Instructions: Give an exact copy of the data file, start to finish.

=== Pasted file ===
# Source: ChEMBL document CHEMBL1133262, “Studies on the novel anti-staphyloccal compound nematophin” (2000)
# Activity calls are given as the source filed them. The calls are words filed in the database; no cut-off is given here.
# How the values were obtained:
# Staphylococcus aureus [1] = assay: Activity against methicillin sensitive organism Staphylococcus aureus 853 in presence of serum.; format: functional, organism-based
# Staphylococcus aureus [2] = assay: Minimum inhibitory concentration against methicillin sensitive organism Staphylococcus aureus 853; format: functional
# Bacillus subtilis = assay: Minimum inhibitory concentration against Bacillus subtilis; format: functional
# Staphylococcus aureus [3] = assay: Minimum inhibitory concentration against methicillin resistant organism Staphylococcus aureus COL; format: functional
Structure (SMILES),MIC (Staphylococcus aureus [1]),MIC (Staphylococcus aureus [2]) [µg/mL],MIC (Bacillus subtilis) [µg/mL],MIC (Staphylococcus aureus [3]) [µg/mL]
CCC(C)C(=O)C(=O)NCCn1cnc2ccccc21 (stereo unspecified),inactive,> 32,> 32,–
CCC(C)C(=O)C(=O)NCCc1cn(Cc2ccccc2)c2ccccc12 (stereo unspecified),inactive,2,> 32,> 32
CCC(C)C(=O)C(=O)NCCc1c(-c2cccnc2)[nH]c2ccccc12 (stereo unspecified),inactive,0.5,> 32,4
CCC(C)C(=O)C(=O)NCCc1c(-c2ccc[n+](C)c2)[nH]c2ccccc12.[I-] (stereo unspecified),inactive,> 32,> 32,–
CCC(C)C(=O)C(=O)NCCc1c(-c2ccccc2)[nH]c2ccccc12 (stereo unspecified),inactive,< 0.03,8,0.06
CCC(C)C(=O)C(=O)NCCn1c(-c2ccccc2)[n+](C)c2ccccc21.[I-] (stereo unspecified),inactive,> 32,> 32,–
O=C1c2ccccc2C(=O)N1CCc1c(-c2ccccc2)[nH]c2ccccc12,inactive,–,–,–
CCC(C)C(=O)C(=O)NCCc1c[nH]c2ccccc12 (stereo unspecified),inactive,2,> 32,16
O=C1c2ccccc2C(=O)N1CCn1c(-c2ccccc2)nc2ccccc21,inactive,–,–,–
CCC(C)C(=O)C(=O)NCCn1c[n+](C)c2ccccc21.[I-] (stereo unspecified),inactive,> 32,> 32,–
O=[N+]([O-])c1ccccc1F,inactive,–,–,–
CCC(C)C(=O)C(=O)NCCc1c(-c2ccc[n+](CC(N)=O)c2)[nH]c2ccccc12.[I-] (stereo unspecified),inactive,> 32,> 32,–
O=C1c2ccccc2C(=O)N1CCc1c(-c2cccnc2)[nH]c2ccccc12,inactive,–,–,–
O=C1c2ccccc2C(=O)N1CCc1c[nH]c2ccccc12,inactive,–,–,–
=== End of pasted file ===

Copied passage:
# Source: ChEMBL document CHEMBL1133262, “Studies on the novel anti-staphyloccal compound nematophin” (2000)
# Activity calls are given as the source filed them. The calls are words filed in the database; no cut-off is given here.
# How the values were obtained:
# Staphylococcus aureus [1] = assay: Activity against methicillin sensitive organism Staphylococcus aureus 853 in presence of serum.; format: functional, organism-based
# Staphylococcus aureus [2] = assay: Minimum inhibitory concentration against methicillin sensitive organism Staphylococcus aureus 853; format: functional
# Bacillus subtilis = assay: Minimum inhibitory concentration against Bacillus subtilis; format: functional
# Staphylococcus aureus [3] = assay: Minimum inhibitory concentration against methicillin resistant organism Staphylococcus aureus COL; format: functional
Structure (SMILES),MIC (Staphylococcus aureus [1]),MIC (Staphylococcus aureus [2]) [µg/mL],MIC (Bacillus subtilis) [µg/mL],MIC (Staphylococcus aureus [3]) [µg/mL]
CCC(C)C(=O)C(=O)NCCn1cnc2ccccc21 (stereo unspecified),inactive,> 32,> 32,–
CCC(C)C(=O)C(=O)NCCc1cn(Cc2ccccc2)c2ccccc12 (stereo unspecified),inactive,2,> 32,> 32
CCC(C)C(=O)C(=O)NCCc1c(-c2cccnc2)[nH]c2ccccc12 (stereo unspecified),inactive,0.5,> 32,4
CCC(C)C(=O)C(=O)NCCc1c(-c2ccc[n+](C)c2)[nH]c2ccccc12.[I-] (stereo unspecified),inactive,> 32,> 32,–
CCC(C)C(=O)C(=O)NCCc1c(-c2ccccc2)[nH]c2ccccc12 (stereo unspecified),inactive,< 0.03,8,0.06
CCC(C)C(=O)C(=O)NCCn1c(-c2ccccc2)[n+](C)c2ccccc21.[I-] (stereo unspecified),inactive,> 32,> 32,–
O=C1c2ccccc2C(=O)N1CCc1c(-c2ccccc2)[nH]c2ccccc12,inactive,–,–,–
CCC(C)C(=O)C(=O)NCCc1c[nH]c2ccccc12 (stereo unspecified),inactive,2,> 32,16
O=C1c2ccccc2C(=O)N1CCn1c(-c2ccccc2)nc2ccccc21,inactive,–,–,–
CCC(C)C(=O)C(=O)NCCn1c[n+](C)c2ccccc21.[I-] (stereo unspecified),inactive,> 32,> 32,–
O=[N+]([O-])c1ccccc1F,inactive,–,–,–
CCC(C)C(=O)C(=O)NCCc1c(-c2ccc[n+](CC(N)=O)c2)[nH]c2ccccc12.[I-] (stereo unspecified),inactive,> 32,> 32,–
O=C1c2ccccc2C(=O)N1CCc1c(-c2cccnc2)[nH]c2ccccc12,inactive,–,–,–
O=C1c2ccccc2C(=O)N1CCc1c[nH]c2ccccc12,inactive,–,–,–